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The Nuclear RNA Exosome and Its Cofactors

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The RNA exosome is a highly conserved ribonuclease endowed with 3'-5' exonuclease and endonuclease activities. The multisubunit complex resides in both the nucleus and the cytoplasm, with varying compositions and activities between the two compartments. While the cytoplasmic exosome functions mostly in mRNA quality control pathways, the nuclear RNA exosome partakes in the 3'-end processing and complete decay of a wide variety of substrates, including virtually all types of noncoding (nc) RNAs. To handle these diverse tasks, the nuclear exosome engages with dedicated cofactors, some of which serve as activators by stimulating decay through oligoA addition and/or RNA helicase activities or, as adaptors, by recruiting RNA substrates through their RNA-binding capacities. Most nuclear exosome cofactors contain the essential RNA helicase Mtr4 (MTR4 in humans). However, apart from Mtr4, nuclear exosome cofactors have undergone significant evolutionary divergence. Here, we summarize biochemical and functional knowledge about the nuclear exosome and exemplify its cofactor variety by discussing the best understood model organisms-the budding yeast Saccharomyces cerevisiae, the fission yeast Schizosaccharomyces pombe, and human cells.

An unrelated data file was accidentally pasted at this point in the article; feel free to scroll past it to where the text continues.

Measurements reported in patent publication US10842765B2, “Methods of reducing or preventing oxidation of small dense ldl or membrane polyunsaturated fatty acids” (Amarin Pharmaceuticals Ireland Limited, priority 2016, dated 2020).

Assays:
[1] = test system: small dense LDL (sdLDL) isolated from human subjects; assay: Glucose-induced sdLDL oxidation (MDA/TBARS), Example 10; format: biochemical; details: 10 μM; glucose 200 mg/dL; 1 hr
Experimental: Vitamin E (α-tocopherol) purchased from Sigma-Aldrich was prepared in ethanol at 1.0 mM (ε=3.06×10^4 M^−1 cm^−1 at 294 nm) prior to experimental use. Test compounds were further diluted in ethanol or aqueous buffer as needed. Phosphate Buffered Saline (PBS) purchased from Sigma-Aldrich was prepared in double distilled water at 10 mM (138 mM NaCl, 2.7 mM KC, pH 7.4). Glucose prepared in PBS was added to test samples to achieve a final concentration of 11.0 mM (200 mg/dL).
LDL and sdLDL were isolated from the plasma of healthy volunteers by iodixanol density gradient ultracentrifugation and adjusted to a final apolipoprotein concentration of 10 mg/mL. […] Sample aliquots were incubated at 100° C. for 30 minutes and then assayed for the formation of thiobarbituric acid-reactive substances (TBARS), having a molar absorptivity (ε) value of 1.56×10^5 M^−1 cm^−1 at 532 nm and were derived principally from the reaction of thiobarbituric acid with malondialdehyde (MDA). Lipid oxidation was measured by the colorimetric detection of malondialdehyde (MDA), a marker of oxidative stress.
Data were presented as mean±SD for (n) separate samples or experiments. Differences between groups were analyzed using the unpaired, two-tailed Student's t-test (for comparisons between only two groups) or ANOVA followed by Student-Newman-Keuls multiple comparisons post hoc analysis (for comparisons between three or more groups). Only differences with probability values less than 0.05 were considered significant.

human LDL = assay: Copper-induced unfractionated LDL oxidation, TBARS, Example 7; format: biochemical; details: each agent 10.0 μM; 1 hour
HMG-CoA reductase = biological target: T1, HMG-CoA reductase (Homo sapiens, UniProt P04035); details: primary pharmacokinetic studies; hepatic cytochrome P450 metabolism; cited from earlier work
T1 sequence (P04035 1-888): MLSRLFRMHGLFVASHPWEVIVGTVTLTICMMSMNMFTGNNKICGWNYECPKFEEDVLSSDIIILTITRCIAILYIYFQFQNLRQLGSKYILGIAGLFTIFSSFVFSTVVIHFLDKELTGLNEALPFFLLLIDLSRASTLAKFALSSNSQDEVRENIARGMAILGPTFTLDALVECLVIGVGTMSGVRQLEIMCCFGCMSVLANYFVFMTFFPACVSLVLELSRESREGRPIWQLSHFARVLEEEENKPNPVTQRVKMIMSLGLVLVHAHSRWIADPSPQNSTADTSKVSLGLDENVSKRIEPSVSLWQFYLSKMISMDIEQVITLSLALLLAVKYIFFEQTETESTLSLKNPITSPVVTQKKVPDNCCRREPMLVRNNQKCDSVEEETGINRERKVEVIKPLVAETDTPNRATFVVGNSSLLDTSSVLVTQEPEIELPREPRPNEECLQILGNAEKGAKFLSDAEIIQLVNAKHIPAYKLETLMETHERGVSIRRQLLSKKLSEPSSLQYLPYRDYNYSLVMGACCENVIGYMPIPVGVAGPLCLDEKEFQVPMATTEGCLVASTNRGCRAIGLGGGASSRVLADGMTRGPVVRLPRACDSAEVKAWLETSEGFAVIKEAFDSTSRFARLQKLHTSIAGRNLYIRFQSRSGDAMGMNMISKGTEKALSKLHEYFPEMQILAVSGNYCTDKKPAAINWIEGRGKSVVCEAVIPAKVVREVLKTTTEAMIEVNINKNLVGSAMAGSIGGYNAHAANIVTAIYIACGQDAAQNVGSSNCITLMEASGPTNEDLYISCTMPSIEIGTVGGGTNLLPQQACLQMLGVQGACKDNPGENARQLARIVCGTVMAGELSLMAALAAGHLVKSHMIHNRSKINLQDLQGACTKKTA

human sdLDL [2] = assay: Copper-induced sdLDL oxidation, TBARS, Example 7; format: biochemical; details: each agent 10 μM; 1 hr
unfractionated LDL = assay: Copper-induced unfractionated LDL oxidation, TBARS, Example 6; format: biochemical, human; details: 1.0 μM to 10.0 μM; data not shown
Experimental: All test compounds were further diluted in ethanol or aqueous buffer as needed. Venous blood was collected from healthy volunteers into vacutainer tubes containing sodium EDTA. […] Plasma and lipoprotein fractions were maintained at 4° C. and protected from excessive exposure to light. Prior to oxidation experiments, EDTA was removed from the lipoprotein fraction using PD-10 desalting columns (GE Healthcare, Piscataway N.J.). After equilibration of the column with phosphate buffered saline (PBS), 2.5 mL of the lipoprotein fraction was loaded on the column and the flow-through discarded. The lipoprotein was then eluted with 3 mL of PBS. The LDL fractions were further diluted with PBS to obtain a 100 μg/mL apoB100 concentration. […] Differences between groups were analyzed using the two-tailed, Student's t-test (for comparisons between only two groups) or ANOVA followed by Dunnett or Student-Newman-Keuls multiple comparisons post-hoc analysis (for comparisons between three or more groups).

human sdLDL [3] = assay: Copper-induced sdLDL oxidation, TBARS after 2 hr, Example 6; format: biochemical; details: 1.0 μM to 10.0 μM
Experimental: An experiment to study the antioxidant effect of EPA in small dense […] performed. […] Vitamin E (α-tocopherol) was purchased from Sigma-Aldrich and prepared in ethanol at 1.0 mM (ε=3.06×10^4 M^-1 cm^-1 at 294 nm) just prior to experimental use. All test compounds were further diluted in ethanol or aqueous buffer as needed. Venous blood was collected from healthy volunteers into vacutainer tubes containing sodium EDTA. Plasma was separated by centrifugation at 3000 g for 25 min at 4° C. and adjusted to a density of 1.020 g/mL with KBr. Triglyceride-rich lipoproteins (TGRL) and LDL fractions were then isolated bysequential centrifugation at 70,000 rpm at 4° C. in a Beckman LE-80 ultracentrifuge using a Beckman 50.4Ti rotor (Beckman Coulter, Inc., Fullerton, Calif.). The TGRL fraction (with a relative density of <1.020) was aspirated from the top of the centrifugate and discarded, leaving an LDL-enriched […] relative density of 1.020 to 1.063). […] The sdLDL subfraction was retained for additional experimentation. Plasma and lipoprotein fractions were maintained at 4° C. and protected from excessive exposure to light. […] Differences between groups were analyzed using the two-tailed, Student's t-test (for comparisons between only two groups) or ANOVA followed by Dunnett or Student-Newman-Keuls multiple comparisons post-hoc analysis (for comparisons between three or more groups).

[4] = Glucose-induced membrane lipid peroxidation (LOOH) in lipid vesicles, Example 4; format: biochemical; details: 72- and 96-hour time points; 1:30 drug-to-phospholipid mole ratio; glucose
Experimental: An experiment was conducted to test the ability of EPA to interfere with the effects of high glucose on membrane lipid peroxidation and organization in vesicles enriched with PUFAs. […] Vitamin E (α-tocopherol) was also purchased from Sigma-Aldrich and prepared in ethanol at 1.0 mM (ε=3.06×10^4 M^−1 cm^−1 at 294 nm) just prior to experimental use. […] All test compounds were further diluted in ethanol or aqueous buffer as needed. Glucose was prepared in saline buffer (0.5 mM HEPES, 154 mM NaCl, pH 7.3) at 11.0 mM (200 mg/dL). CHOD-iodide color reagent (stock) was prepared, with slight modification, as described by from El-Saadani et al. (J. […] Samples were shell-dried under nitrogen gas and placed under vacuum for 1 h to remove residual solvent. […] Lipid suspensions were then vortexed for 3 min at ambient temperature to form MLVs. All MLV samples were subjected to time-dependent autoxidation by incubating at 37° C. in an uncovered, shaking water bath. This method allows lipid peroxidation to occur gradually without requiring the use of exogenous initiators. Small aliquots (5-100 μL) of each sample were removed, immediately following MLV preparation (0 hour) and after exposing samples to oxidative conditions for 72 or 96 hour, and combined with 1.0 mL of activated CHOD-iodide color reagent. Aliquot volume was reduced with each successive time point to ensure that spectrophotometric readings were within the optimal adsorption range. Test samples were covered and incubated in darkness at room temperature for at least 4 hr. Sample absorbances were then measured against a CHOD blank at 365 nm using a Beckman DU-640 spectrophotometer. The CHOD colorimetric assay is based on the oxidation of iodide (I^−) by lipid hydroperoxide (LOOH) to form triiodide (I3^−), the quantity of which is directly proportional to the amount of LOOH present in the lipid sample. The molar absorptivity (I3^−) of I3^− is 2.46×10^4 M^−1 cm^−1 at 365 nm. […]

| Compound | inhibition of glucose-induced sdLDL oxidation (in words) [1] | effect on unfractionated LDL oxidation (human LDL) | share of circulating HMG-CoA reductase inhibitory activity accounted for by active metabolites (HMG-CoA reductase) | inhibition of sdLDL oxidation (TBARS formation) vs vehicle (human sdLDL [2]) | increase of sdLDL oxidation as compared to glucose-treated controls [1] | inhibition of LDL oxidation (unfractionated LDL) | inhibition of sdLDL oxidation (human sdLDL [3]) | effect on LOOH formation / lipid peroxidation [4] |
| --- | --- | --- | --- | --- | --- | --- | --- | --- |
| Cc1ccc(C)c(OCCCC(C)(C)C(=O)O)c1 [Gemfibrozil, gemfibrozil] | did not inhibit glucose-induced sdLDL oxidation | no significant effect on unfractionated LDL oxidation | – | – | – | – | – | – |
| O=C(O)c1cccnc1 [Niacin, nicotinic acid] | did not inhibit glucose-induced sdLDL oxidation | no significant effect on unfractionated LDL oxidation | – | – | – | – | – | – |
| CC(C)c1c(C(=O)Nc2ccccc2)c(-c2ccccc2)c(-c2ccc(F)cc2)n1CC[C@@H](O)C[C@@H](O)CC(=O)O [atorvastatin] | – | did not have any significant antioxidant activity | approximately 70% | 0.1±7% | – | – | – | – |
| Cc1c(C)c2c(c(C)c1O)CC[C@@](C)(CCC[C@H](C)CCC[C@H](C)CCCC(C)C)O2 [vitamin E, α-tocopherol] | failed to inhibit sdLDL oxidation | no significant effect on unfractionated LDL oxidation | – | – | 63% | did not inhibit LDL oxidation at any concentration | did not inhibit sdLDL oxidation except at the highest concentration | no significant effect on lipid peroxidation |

TitelThe Biology of mRNA: Structure and Function
RedaktørerM Oeffinger, D Zenklusen
Antal sider20
ISBN (trykt)978-3-030-31433-0
StatusUdgivet - 2019
SerietitelAdvances in Experimental Medicine and Biology

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